Glastonbury organiser Emily Eavis has explained why the festival refuses to bow down to high booking fees for the bands and artists that play each year.
With a basic weekend ticket price of £238 + £5 booking fee per and an expected crowd of around 175,000 in attendance, Eavis has explained the role and importance of charity in the ethos of Glastonbury.
“The charity thing is the absolute, most paramount thing of the biggest importance, really,” Emily Eavis told BBC 6 Music. “The most important part of the festival is the fact that we can give that money to charity. It makes it all totally worthwhile. We try to give £2million per year, and on a wet year it’s harder because it costs more, but we give as close to £2million as we can.
“It’s amazing, and it’s great, and that’s why we’re not kind of commercial in that respect. We’re not in the same bracket as everyone else when it comes to paying artists massive fees. That’s another thing to consider when we get a lot of scrutiny about the line-up. Glastonbury relies completely on goodwill. We’re not in the situation where we’re able to just give people enormous amounts of money. It’s probably less than 10% of what they’d get from playing any of the other major British commercial festivals.”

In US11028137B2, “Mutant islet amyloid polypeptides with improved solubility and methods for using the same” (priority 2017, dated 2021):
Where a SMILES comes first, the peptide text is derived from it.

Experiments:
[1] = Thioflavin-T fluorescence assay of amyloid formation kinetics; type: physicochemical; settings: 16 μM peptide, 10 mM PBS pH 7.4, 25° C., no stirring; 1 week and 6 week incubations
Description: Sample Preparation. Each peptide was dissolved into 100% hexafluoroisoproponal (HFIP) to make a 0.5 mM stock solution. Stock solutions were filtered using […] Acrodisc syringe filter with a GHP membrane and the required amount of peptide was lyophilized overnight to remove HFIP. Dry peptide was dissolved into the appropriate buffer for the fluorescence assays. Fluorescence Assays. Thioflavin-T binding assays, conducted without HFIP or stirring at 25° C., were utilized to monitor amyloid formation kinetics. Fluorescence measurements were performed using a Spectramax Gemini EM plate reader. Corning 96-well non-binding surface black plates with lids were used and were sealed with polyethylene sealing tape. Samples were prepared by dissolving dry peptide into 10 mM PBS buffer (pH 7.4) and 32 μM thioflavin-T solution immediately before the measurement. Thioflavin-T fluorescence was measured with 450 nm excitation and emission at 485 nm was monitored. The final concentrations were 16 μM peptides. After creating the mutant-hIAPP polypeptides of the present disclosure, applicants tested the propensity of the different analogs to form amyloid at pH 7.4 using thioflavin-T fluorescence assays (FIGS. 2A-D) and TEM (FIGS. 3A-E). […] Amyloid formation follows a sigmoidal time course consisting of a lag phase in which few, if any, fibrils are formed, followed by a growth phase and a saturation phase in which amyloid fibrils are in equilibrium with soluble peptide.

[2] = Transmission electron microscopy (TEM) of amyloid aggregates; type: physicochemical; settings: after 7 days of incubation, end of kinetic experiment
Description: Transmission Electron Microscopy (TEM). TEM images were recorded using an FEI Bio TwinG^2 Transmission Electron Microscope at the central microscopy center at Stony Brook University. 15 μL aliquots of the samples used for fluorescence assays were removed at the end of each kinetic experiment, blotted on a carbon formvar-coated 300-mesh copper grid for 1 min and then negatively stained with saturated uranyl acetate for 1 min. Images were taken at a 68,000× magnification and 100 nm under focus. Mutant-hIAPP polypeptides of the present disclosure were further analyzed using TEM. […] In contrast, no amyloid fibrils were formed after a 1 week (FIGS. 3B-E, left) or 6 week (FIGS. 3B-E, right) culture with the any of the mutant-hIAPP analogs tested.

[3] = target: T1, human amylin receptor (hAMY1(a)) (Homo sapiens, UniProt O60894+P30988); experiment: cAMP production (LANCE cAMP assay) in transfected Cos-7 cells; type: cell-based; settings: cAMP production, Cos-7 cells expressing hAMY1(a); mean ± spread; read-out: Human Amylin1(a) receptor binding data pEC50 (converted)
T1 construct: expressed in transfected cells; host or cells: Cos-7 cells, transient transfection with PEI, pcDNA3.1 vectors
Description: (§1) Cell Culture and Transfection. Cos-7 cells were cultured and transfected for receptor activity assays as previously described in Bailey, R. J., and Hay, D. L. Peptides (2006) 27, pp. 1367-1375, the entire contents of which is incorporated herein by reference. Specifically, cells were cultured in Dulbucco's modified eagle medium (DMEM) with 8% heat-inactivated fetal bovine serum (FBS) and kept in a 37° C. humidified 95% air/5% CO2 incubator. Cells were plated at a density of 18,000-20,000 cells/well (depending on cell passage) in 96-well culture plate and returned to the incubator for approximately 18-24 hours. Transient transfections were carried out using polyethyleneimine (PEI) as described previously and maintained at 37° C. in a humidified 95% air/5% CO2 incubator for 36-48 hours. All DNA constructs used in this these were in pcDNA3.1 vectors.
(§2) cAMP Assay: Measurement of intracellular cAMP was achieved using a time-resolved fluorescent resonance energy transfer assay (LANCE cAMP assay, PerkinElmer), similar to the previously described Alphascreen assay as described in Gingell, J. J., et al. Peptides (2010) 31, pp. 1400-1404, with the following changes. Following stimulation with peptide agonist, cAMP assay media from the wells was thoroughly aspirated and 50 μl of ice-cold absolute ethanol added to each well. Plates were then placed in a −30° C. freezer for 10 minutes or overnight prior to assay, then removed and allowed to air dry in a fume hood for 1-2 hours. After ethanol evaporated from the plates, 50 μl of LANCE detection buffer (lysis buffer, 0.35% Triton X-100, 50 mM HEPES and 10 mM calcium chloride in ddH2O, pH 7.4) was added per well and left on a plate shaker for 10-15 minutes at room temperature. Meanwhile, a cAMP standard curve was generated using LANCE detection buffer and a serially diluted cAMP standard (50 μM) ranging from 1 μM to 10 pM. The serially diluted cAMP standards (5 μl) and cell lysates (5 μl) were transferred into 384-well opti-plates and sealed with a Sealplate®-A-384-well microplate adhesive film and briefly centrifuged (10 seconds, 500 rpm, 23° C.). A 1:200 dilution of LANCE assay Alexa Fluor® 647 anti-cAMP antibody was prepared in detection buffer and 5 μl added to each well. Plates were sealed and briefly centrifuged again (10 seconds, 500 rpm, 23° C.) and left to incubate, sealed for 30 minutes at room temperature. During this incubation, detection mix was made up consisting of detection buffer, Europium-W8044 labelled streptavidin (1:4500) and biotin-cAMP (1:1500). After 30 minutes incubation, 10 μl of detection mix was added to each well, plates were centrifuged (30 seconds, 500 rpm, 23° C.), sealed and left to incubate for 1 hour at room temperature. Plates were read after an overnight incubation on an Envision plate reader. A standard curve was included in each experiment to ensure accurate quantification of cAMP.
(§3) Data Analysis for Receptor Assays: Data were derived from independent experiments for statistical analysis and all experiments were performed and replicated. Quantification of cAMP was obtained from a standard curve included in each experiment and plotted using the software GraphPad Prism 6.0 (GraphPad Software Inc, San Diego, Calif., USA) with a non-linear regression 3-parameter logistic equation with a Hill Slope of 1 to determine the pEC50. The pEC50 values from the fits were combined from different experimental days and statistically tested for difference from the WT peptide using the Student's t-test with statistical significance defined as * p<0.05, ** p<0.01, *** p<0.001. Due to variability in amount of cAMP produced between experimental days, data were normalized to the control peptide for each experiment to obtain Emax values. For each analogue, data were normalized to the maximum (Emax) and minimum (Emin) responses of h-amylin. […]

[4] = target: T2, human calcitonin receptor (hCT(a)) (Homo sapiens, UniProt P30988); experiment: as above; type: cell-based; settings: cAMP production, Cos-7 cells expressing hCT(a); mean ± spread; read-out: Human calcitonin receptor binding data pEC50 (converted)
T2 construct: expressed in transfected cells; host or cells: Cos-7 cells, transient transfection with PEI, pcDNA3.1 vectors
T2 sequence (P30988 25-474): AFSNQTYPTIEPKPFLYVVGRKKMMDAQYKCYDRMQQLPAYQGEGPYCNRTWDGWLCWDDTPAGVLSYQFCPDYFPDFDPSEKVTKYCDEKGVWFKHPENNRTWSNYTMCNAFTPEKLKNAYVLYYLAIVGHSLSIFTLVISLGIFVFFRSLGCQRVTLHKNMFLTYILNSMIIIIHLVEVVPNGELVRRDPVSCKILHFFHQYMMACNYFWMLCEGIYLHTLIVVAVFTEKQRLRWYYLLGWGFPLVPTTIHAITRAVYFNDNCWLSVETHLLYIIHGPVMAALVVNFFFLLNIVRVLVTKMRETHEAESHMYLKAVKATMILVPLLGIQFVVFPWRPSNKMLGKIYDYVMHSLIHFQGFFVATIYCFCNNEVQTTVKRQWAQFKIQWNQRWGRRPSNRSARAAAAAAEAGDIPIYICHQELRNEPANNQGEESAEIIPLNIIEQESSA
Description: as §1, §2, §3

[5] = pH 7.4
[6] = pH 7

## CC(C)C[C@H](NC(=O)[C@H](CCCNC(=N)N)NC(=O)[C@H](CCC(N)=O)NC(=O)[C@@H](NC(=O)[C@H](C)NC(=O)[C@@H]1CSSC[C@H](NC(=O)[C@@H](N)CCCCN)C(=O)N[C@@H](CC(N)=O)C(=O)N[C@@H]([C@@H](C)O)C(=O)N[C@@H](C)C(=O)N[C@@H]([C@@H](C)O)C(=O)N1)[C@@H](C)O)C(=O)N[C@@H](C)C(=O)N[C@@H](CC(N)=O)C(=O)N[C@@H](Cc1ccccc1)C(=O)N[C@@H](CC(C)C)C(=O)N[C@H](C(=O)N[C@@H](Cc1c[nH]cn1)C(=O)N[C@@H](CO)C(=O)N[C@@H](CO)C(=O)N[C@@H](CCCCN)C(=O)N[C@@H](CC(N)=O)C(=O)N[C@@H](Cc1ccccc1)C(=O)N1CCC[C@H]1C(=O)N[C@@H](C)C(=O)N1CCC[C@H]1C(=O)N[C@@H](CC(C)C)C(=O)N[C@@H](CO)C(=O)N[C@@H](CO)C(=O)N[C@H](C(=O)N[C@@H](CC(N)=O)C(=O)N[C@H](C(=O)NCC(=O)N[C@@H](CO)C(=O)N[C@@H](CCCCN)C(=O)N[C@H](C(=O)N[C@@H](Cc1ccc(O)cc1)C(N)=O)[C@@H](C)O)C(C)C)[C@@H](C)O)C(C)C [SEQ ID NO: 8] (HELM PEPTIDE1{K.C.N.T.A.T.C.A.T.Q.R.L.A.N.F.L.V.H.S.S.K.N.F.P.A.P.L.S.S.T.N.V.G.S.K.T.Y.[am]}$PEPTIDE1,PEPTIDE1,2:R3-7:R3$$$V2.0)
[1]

“We’re really grateful for the bands that we get because they’re doing it for fun and for the love of it,” She added.